When Dr. Tae Yun Kim was just a little girl, they didn’t have any ice cream in Korea. They didn’t have electricity, or ice cream makers, or even the concept of any food that wasn’t meant to simply nourish. Sweets? Ice cream? No way. Just things to keep you alive and reasonably well, especially during and after the Korean War.
With the American Soldiers – to whom Dr. Tae Yun Kim is forever grateful for saving her and her family’s lives, came some things she had never heard of before, such as chocolate, coffee, candy, ice cream, among many other things.
And while she could never even dream of having any of those goodies – she was barely allowed to survive on whatever little food she could scrape and scratch together – she always wondered what they would taste like. For example, once in a while an ice cream vendor would come through her village, in the summer, peddling his wares, yelling out, “Ice cakes, ice cakes….”
It was only much later in her life that she finally could taste these simple treasures, and enjoy them. Here is how I have learned to make this ice cream, healthy dairy free, gluten-free version.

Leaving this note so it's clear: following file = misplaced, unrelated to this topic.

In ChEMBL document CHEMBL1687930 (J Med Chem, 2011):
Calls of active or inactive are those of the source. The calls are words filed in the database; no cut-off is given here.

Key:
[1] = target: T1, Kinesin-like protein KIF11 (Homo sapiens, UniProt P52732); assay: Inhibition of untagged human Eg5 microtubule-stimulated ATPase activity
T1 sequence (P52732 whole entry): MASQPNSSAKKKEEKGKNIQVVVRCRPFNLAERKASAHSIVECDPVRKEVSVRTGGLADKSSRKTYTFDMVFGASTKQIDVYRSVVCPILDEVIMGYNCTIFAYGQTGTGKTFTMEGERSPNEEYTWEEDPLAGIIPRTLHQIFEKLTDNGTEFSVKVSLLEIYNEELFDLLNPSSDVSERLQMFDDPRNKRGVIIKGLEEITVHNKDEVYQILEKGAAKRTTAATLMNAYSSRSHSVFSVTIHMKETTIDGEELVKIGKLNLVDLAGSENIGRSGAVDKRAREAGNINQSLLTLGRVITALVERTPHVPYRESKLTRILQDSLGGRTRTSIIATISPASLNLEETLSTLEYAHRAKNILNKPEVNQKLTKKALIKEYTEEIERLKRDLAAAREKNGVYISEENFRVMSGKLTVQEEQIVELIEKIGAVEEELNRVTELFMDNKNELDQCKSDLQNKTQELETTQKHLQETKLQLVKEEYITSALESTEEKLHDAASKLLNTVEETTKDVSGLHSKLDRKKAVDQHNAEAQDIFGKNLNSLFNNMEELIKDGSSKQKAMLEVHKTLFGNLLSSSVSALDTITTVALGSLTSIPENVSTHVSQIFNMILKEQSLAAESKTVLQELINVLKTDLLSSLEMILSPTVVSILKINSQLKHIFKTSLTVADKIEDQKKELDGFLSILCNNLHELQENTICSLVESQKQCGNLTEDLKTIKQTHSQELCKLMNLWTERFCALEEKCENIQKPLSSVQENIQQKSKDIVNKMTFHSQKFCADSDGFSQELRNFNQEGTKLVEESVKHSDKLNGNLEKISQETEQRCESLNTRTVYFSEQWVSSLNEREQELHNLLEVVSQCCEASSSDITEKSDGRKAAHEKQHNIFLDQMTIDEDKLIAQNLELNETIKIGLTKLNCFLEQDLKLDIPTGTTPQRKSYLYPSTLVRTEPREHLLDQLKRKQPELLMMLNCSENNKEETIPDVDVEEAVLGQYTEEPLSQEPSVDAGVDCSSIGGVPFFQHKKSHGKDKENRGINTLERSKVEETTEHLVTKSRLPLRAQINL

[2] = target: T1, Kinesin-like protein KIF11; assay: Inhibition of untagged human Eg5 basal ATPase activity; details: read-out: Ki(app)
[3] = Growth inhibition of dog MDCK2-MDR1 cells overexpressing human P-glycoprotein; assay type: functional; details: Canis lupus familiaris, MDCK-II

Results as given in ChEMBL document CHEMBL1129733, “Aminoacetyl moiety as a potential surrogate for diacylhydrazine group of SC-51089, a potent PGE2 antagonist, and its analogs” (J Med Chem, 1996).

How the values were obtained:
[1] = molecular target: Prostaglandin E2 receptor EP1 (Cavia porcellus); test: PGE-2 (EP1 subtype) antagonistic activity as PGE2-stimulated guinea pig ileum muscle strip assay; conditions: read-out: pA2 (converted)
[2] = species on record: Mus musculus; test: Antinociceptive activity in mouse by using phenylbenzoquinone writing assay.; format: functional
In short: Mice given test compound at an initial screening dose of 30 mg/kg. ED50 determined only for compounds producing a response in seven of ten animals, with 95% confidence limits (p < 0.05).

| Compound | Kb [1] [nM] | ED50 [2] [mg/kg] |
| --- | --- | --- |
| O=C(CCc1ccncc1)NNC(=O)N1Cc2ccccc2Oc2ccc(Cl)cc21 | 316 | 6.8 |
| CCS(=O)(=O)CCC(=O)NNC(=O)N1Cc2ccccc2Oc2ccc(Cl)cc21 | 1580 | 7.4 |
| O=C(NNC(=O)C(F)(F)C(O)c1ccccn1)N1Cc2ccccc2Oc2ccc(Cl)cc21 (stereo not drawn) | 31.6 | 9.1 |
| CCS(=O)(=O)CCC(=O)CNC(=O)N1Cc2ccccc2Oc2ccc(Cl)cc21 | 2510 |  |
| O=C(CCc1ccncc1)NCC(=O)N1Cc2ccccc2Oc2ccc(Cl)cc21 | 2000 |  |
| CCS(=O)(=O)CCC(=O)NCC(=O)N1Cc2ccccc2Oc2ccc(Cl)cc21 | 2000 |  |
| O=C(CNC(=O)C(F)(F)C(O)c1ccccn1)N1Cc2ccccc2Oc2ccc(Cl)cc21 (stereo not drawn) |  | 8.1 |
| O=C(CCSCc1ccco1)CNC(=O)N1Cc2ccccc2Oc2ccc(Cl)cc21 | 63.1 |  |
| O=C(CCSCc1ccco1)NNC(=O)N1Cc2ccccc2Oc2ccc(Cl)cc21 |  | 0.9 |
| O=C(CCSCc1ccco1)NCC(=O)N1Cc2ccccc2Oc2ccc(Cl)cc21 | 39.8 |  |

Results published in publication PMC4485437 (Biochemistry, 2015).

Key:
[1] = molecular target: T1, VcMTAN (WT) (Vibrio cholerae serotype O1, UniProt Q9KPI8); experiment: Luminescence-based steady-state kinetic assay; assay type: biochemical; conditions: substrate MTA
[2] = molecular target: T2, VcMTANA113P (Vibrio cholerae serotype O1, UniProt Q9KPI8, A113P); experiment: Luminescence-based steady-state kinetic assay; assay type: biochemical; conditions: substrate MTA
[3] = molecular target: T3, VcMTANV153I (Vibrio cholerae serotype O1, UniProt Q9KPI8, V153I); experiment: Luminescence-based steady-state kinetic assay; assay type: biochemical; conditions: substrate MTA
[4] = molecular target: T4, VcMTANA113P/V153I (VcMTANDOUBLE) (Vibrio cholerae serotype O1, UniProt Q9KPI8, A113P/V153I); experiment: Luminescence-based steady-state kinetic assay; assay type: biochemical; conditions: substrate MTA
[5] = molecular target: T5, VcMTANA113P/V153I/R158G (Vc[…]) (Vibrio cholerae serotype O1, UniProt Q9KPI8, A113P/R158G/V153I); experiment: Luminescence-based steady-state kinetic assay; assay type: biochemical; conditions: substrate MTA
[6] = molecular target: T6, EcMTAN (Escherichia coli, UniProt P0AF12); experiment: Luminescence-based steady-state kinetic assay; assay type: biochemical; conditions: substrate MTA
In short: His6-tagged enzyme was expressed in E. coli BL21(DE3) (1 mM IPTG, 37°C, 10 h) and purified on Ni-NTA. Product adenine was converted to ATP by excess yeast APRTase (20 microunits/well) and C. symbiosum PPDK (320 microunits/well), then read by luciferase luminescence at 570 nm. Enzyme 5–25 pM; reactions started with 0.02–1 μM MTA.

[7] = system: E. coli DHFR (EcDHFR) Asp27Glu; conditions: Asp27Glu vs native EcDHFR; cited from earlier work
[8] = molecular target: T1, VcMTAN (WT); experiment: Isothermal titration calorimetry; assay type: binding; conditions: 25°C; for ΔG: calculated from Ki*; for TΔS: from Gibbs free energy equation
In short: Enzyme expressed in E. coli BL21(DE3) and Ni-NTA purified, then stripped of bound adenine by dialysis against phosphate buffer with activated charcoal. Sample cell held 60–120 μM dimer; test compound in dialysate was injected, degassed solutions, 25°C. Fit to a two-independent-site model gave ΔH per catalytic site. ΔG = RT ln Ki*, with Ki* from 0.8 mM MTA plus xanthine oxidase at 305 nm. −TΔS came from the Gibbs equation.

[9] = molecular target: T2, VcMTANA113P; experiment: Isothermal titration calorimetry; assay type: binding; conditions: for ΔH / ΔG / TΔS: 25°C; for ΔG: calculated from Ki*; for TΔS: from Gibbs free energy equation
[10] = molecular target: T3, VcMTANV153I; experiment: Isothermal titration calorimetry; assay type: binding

First, soak your red Azuki beans. Soak them in a LOT of water. They are big guzzlers, so go overboard with the water, and soak them for at least a day.
Boil the soaked beans and you will need to make enough to have 2 cups of boiled beans.
It’s ok if you end up overcooking the beans, because most of them will end up in your blender. Let the beans cool off.
Now, put a can of full fat coconut milk (or use any other milk you like) in your blender.
add 2 cups of cooked beans and keep the leftover beans handy.
Add anywhere between 3/4 cups – 1 1/2 cups of honey. Traditionally, this isn’t very sweet, so I normally use less than a cup. But if you prefer it sweeter, use the full amount. Here is my current favorite honey:
Set your blender on either Ice cream, or smoothie setting, and process until it’s all nice and smooth.
Put it all into your prepared ice cream maker, and let it go!
Doesn’t it look cool how the ice cream maker swirls around the future ice cream?
When the ice cream is almost done, add the rest of the cooked, cooled, whole beans, up to 1 cup, but you can add as few as you want.
Then, either put the ice cream into popsicle molds (which is the traditional way to serve this) or put it into a container and store in freezer. My popsicle didn’t look good enough to take pictures of, although they tasted awesome!
Either way, it is a most delicious and healthy way to enjoy a cool treat on a hot summer’s day!
“You have the power to fulfill your dreams!”
Note: Shirley over at GFE gets the credit for me attempting to convert the original recipe – so surprise my teacher with this new concoction. Thanks for your ice cream recipes!